J: I teach in the book Moving Up is the friends you associate with is very important. Some of us hang out with people who are negative or we associate with people our own age that have the same level that we are at. We think like they do. I have always associated with people that were very successful, far more successful than me. When I was young, all of my friends were 20 years older than me. I hung out with people associated with success. Then you start to think that way. When you share your dreams with successful people they are going to push you. But if you share your dreams with people your age in the same position as you, they are going to say, you are crazy!! They may say, you are black, or you are a female, you are white or too old. You don’t have the right connections or education.
P: Surround yourself with the people who will support your dreams.
J: One of the wealthiest men in the United States, Bill Gates, spends several hours a day reading. But many of us don’t spend an hour a day fulfilling our mind and building our self-esteem and self-worth. We watch tv at night. What if you reduced tv by one hour a day and spent that one hour on personal development. Reading books on self-image and self-worth and leadership and management. Let’s say I want to be in sales. When I first started in the training business in 1970, I was starving to death. I made $650 gross income my first six months in business. I didn’t know how to sell. I taught myself how to sell. I read every book, training program I could find. Turns out that I was learning more about sales training. Wherever you want to go, you can fulfill your mind and develop those skills.
P: I want to take that context further. Today we are talking about proactivity. Proactivity is that anticipating and preparing in advance. It’s part of what you are talking about with Bill Gates reading an hour every day. He is always in preparation of the next step and the next level. Proactivity is an essential element of the language of productivity. I have in my program ten essential elements which make up time and energy management and it makes up the language of productivity. In your book, you talk about the idea of laying this ground work for later success. Maybe you can just share a bit about what you mean by how they can get started and what is the ground work they need to lay for moving up.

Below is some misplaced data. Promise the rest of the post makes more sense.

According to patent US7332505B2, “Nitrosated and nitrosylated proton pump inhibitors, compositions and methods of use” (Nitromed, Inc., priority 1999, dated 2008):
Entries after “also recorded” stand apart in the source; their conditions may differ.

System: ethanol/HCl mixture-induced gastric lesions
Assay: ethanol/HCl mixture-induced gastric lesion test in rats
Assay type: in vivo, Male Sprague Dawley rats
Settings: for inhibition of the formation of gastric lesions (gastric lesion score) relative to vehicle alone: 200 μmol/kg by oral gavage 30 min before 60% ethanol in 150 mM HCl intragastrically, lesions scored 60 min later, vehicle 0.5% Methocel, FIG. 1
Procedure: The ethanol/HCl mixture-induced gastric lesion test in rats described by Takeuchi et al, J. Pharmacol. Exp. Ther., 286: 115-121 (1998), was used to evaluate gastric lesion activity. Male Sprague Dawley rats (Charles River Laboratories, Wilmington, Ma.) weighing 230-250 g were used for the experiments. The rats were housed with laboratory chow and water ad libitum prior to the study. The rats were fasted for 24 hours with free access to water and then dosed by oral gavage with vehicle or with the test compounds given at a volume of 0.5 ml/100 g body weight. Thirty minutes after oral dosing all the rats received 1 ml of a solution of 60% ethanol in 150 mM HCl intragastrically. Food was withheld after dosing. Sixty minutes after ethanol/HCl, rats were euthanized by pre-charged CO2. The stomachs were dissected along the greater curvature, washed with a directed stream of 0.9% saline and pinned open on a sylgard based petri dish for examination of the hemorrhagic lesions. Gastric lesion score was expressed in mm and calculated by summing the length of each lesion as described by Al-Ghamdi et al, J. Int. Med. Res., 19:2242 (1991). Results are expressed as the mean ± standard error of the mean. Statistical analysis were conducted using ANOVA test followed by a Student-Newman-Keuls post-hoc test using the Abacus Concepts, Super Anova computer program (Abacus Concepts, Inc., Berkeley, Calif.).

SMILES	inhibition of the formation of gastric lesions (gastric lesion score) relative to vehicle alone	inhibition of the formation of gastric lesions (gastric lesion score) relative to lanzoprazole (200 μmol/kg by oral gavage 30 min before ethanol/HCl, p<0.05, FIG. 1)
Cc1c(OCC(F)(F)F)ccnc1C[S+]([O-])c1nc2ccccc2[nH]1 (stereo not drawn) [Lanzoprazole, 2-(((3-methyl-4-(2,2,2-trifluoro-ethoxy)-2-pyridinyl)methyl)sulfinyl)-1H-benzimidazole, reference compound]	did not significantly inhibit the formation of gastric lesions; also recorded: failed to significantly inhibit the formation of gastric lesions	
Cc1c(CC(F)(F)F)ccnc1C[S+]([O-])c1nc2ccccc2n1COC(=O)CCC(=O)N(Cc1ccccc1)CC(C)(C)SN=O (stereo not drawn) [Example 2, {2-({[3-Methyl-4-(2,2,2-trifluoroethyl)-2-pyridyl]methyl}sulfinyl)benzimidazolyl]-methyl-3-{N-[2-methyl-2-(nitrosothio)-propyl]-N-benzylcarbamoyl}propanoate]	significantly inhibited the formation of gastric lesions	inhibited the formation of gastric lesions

J: Let’s say I want to me in management. Usually if you are in management you make more money. When I was younger, I would look at managers and see that some were really incompetent. Some people are really good. What are the characteristics of those that are really bad? Write them out. Make sure you don’t do them yourself. What not to do. Then what are the characteristics of those that you really love? The successful ones and then work on those. Then secondly, in being proactive, what do I have to do to be promoted? One thing you might say is that it would be helpful if you knew all of the products and services at my company backwards and forwards. When you call a company up sometimes and the people you ask about the product, they say, well, I don’t know. A lot of people really don’t know. You can tell within seconds if you really know the product or service. Skills like taking a course in a college. I tend to use more books, or cd programs, but what sometimes what we do, we read one book. Or we attend one little course on leadership or management and we think we are ready. What are you doing to constantly enhance your skills?